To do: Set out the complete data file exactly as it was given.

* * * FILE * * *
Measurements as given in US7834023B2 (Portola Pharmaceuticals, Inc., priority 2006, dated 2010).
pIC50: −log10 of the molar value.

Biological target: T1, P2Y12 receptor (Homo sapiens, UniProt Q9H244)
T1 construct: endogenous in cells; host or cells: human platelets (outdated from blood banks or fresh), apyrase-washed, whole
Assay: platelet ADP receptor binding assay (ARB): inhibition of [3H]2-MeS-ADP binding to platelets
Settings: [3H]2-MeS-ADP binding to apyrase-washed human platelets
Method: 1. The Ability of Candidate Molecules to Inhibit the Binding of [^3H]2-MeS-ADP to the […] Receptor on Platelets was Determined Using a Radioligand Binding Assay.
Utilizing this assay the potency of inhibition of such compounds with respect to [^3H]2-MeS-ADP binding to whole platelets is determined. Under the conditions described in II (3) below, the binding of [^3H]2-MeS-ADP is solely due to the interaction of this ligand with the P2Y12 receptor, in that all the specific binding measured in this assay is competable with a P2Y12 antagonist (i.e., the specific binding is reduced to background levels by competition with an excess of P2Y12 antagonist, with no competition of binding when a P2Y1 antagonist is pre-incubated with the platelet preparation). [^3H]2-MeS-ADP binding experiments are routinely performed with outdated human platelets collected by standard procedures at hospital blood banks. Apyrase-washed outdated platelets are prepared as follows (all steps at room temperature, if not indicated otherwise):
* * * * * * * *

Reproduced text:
Measurements as given in US7834023B2 (Portola Pharmaceuticals, Inc., priority 2006, dated 2010).
pIC50: −log10 of the molar value.

Biological target: T1, P2Y12 receptor (Homo sapiens, UniProt Q9H244)
T1 construct: endogenous in cells; host or cells: human platelets (outdated from blood banks or fresh), apyrase-washed, whole
Assay: platelet ADP receptor binding assay (ARB): inhibition of [3H]2-MeS-ADP binding to platelets
Settings: [3H]2-MeS-ADP binding to apyrase-washed human platelets
Method: 1. The Ability of Candidate Molecules to Inhibit the Binding of [^3H]2-MeS-ADP to the […] Receptor on Platelets was Determined Using a Radioligand Binding Assay.
Utilizing this assay the potency of inhibition of such compounds with respect to [^3H]2-MeS-ADP binding to whole platelets is determined. Under the conditions described in II (3) below, the binding of [^3H]2-MeS-ADP is solely due to the interaction of this ligand with the P2Y12 receptor, in that all the specific binding measured in this assay is competable with a P2Y12 antagonist (i.e., the specific binding is reduced to background levels by competition with an excess of P2Y12 antagonist, with no competition of binding when a P2Y1 antagonist is pre-incubated with the platelet preparation). [^3H]2-MeS-ADP binding experiments are routinely performed with outdated human platelets collected by standard procedures at hospital blood banks. Apyrase-washed outdated platelets are prepared as follows (all steps at room temperature, if not indicated otherwise):